See? You start writing about sex, and everything is a double entendre.

Thursday, April 10, 2008

Violet Blue on "feminist porn."

Violet Blue has a thought-provoking column on "feminist porn" on SFGate.com today. Read it here.

I'd write more about it but I'm tired and on deadline (translation: in slideware hell) for my day job.

I gotta say, I love the idea that someone is making great porn for women (that isn't all soft-core and lame), because most of the videos out there are pretty ridiculous. To each his or her own, of course, especially when it comes to erotica.

Saturday, April 05, 2008

Calling all rum lovers!

Hey, this is a strange request, but here goes. Send me your favorite mojito recipe! I need one for the book I'm writing about seduction, and I'm trying to create a scenario with a Cuban vibe.

I'll give you credit (anonymously, if you want). Thanks...

57-year-old woman gives birth to "surprise" baby.

According to BioNews.org.uk, a 57-year-old woman has become one of the oldest first-time mothers in the UK (via donor eggs). Eight weeks before she gave birth, doctors had told the woman, Susan Tollefsen, that the swelling in her abdomen was ovarian cancer. It's quite a story. Read it here.

I think the key here is "first-time" mother. As much as I wanted a second child, part of me won't miss the lack of sleep and everything else that comes along with having an infant. I'm not, shall we say, a spring chicken anymore.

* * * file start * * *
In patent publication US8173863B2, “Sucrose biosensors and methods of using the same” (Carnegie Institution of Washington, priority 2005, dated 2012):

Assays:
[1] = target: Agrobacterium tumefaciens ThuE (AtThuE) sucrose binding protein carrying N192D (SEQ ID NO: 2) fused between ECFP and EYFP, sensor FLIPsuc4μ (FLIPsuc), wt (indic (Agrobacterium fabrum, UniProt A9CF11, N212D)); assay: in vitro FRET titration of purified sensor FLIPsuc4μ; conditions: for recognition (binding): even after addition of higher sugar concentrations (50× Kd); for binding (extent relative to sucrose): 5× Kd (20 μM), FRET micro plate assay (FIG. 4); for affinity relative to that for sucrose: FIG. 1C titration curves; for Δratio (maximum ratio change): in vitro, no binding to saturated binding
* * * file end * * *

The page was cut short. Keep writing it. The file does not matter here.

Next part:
But then I get another email full of pictures of someone's newborn (these days, it's usually a second child), and...well...a little bit of my heart breaks off when I think that I won't get to experience that again. And that when I was experiencing it the first time, I didn't appreciate it as much as I should have.

Friday, April 04, 2008

Fertility research study looking for volunteers.

Got this email today from the American Fertility Association. If you're interested, click on the links.

We are a group of six dedicated therapists and researchers who have been involved in the field of infertility for more than 20 years. As practitioners, we are committed to counseling, educating and supporting infertile patients.


We are now embarking on a research project - backed by Adelphi University - whose goal is to study the impact that the infertility experience has on your (the patient's) greater life. We want to learn more about how people cope while dealing with infertility.


We believe that the results of our research will bring to bear influence on how health care providers may counsel and support patients and more importantly, how future patients may view their experience.


The bottom line is that we need your help! If you are someone who has experienced infertility for at least one year during the past six years, we hope that you will take the time to respond by clicking on the link www.infertilityresearch.org and be a participant in our research. Once we receive your information (all strictly confidential), a questionnaire will be sent to you with a stamped & addressed envelope for you to return to us. The one-time questionnaire will take approximately 40 minutes to complete and there is no cost and no obligation on your part.


We will be happy to share the results with you when our research is complete. Please seriously consider our request and click www.infertilityresearch.org and follow the instructions.